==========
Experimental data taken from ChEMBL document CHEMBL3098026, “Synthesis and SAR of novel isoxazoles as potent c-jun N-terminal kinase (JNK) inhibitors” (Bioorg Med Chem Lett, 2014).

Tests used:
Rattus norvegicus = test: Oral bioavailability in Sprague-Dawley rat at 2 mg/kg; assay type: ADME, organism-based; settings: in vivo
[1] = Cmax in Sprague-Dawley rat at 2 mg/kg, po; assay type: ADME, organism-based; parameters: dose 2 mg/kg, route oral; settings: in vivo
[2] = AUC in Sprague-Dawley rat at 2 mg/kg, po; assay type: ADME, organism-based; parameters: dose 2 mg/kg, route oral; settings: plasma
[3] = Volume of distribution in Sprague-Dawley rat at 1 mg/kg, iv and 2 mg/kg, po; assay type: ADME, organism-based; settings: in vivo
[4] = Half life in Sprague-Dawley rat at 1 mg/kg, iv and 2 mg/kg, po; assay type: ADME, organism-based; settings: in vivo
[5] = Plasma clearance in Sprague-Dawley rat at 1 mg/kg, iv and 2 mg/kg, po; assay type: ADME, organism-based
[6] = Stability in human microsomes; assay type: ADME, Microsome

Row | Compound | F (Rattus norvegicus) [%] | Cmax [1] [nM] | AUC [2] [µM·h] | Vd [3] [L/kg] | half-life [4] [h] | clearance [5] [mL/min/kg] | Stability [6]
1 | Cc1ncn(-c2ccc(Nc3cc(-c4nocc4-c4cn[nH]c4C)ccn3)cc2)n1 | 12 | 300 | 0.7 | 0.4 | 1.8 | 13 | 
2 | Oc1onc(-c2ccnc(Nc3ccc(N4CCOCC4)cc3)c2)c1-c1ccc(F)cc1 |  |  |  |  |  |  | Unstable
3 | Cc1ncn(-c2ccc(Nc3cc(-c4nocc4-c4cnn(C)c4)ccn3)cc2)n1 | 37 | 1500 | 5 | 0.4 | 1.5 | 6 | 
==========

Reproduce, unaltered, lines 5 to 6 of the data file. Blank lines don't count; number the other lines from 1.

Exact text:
[2] = AUC in Sprague-Dawley rat at 2 mg/kg, po; assay type: ADME, organism-based; parameters: dose 2 mg/kg, route oral; settings: plasma
[3] = Volume of distribution in Sprague-Dawley rat at 1 mg/kg, iv and 2 mg/kg, po; assay type: ADME, organism-based; settings: in vivo